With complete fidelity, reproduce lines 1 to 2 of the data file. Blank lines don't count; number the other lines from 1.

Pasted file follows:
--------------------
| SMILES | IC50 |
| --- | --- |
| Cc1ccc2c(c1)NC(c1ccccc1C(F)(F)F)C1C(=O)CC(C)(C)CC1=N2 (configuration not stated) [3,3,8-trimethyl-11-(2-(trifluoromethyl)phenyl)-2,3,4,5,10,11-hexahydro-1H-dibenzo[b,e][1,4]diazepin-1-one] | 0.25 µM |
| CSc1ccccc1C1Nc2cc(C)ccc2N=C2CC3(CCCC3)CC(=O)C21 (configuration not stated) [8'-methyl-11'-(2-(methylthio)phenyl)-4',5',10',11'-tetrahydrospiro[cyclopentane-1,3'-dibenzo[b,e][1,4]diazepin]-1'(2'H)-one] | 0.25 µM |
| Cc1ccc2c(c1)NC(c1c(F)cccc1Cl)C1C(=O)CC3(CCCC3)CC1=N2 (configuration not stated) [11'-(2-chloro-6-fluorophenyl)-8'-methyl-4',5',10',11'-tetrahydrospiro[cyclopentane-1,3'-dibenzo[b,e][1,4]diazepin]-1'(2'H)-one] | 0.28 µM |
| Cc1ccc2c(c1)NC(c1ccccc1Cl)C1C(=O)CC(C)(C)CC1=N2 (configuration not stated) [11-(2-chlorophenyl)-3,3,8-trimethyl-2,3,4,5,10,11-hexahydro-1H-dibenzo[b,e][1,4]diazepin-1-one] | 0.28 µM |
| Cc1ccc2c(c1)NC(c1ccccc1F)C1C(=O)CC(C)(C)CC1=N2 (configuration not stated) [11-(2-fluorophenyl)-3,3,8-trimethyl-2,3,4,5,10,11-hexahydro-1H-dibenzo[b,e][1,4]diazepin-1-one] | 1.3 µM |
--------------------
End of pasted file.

| SMILES | IC50 |
| --- | --- |